Having employees see both the good and the bad on a daily basis, or at least work directly with those who do, can only help. Pushing employees to ask tough questions, to struggle with the full spectrum of reality — not just the warm and fuzzy — would make them better stewards of the public square.
If you are not directly confronted by the negative, then it is easier to not only bury yourself in your work and feel proud about it, but to dismiss outside critics as naysayers, self-promoters, or too “clueless” to understand how the company works. If you don’t have to personally experience the pain, it is easier to remain focused on fun, growth, scale, and profit.
There will always exist a tension between those who prefer to see the optimistic and positive side of things, and those who ground their work ethic in a deep understanding of the world’s ills and risks. At a company as big as Facebook, there should be room for both. The idealist and the skeptic should collaborate, push one another, and build a more well-rounded, robust product.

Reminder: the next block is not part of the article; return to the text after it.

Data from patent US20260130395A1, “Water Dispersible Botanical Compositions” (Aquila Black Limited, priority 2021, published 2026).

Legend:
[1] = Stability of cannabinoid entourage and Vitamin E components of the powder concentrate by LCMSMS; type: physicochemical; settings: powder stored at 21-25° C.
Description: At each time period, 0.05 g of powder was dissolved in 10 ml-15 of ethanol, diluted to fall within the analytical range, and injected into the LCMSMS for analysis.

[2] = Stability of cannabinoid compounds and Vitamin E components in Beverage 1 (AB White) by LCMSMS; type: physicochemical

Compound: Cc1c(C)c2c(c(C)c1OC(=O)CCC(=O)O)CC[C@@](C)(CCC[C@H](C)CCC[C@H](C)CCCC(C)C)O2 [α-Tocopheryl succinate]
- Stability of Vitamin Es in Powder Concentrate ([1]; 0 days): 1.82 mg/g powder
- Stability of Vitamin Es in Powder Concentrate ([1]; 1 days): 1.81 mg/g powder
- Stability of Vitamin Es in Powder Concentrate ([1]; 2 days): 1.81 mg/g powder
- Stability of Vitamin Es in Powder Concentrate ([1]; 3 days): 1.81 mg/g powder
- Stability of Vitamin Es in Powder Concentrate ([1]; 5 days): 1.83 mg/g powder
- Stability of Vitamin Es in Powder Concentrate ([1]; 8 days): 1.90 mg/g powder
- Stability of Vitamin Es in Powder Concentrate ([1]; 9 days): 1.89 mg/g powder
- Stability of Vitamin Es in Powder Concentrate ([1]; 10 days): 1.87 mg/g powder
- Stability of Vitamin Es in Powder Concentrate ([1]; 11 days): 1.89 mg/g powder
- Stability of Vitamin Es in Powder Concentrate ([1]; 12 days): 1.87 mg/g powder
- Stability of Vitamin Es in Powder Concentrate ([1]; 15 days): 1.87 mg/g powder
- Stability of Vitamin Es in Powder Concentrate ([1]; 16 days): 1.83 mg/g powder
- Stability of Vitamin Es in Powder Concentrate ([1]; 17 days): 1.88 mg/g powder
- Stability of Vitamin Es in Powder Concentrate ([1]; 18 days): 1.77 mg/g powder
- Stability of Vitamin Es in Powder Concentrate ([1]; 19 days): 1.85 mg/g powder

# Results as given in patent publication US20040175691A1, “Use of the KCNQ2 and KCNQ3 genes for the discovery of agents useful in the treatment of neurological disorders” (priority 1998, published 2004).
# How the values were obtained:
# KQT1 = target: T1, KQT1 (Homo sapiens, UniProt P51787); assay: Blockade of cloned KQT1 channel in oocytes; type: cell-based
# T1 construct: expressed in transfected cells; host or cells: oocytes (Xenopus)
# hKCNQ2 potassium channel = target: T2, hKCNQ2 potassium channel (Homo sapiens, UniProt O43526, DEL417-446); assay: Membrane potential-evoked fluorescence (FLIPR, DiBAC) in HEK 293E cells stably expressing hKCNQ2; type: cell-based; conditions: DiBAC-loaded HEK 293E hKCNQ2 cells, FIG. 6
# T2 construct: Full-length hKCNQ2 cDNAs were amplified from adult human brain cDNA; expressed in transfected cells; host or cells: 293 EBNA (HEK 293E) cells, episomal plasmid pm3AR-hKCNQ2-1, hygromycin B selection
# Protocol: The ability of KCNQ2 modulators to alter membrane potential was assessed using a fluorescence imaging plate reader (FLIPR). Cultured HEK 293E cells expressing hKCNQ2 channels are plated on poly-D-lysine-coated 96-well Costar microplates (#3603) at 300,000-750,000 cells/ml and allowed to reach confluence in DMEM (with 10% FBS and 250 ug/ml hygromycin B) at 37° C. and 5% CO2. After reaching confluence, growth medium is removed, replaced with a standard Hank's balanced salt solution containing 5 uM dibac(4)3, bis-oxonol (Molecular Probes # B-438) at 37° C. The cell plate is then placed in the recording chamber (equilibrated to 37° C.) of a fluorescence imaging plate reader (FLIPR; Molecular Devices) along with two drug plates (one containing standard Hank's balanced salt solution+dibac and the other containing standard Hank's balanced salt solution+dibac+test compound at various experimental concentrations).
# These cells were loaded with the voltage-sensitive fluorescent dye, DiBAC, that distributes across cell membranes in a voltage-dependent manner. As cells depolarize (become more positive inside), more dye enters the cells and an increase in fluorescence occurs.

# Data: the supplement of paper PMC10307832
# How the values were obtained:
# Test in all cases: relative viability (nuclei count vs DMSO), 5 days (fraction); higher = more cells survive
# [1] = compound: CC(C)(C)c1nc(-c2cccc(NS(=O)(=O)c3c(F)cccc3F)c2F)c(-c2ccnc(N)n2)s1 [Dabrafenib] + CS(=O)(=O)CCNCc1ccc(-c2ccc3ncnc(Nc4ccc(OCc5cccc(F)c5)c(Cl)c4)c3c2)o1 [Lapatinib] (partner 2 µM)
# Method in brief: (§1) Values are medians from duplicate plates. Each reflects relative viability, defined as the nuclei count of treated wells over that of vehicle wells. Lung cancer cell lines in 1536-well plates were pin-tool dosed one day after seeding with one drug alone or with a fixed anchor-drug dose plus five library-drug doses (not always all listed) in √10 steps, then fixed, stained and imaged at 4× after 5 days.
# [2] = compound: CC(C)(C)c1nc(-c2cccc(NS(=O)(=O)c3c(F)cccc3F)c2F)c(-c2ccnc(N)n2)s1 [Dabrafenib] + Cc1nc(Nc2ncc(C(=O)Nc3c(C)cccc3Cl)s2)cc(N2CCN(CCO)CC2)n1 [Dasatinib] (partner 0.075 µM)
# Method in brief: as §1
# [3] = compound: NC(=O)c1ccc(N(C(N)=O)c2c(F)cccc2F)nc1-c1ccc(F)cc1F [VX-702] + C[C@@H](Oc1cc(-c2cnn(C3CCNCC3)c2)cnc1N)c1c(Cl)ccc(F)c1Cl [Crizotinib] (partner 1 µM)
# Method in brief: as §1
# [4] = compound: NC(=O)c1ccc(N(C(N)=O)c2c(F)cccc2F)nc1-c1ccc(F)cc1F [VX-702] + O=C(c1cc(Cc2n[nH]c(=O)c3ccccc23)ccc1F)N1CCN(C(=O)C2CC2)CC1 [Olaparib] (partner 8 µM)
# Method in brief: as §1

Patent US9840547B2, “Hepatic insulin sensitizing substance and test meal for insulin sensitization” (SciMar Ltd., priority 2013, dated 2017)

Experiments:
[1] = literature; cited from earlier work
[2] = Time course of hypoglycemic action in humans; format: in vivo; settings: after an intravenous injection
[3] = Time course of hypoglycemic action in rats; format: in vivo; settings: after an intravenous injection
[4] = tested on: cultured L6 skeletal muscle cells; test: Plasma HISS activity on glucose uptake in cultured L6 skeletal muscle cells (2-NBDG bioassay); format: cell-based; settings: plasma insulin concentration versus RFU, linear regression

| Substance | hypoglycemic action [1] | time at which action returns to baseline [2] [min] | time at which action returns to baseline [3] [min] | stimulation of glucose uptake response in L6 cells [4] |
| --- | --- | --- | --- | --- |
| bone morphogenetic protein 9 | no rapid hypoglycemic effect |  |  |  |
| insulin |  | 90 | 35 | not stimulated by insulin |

I have long argued that valuing those who protect the company — usually viewed as cost centers — less than those considered revenue generators is problematic. In separating the content moderators — the true protectors of the platform — from the builders and designers, Facebook is doing its employees and the public a disservice by creating a walled-off garden on campus instead of pushing its workforce to take off the blinders, confront its demons, and take responsibility for not just the positive impact of its platform, but also for the most negative.
Only then can Facebook employees be expected to truly push for the changes that so many outside activists, academics, journalists and civil rights leaders have called for.
This article was originally sent to founding subscribers of Techworker, a 100% independent news site for (and about) tech workers, launching in January 2021.
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Yaël Eisenstat is a Visiting Fellow at Cornell Tech’s Digital Life Initiative, where she works on technology’s effects on civil discourse and democracy. In 2018, she was Facebook’s Global Head of Elections Integrity Operations for political ads. Previously, she spent 18 years working around the globe as a CIA officer, White House advisor, diplomat, corporate social responsibility strategist at ExxonMobil, and the head of a global risk firm. Yaël works with governments, tech companies, and investors focused on the intersection of ethics, tech, and policy, including as a Researcher-in-Residence at Betalab, an early-stage cohort-based investment program with the singular goal of catalyzing startup activity around “Fixing The Internet”.